Botanix says new paper supports potential of its antimicrobial platform

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Clinical stage dermatology and antimicrobial company Botanix Pharmaceuticals (ASX:BOT) says research on the antimicrobial potential of cannabidiol (CBD) has been supported by the publication of research data from a leading South American academic group in the online journal BioRxiv.

The research article is entitled 'Cannabidiol (CBD) repurposing as antibacterial: promising therapy of CBD plus polymyxin B against superbugs'. The lead author is Nathália Abichabki.

According to a summary of the BioRxiv paper, “Our results show promising translational potential of the combination CBD plus [last resort antibiotic] polymyxin B against multi drug-resistant and extensively drug-resistant gram-negative bacteria, including polymyxin B-resistant K. pneumoniae, highlighting its potential as a rescue treatment for life-threatening infections caused by these superbugs.”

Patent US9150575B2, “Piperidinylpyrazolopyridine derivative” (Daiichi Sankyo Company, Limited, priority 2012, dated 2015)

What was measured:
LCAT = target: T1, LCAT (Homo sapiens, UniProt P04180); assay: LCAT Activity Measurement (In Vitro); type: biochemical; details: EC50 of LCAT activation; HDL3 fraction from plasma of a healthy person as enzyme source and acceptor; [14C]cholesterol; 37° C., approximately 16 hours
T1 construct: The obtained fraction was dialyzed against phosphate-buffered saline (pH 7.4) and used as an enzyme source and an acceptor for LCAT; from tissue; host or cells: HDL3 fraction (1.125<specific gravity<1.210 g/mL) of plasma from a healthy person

The new paper follows the recent publication of Botanix’s research in Nature Research’s peer-reviewed journal, Communications Biology.

Lead authored by Botanix collaborator Dr Mark Blaskovich from the Centre for Superbug Solutions at The University of Queensland, the paper entitled highlighted for the first time the activity of CBD against Neisseria Gonorrhoea and C.Diff infections and identified the potential of membrane disrupting antibiotics polymyxin B and colistin to enhance the effect of CBD against a range of problematic bacteria.

Botanix said it is currently finalising plans for the next steps in its BTX 1801 antimicrobial program. This includes analysis of positive data from the Phase 2a clinical study in February 2021, assessment of the optimal clinical development and expedited regulatory approval pathways, as well as reviewing the commercial attractiveness of potential target indications.

It said the double-blind, vehicle-controlled study was designed to evaluate the safety and local tolerability of two formulations of BTX 1801 to decolonise Staph and MRSA from the noses of healthy adults to reduce the risk of bacterial infections in surgical settings.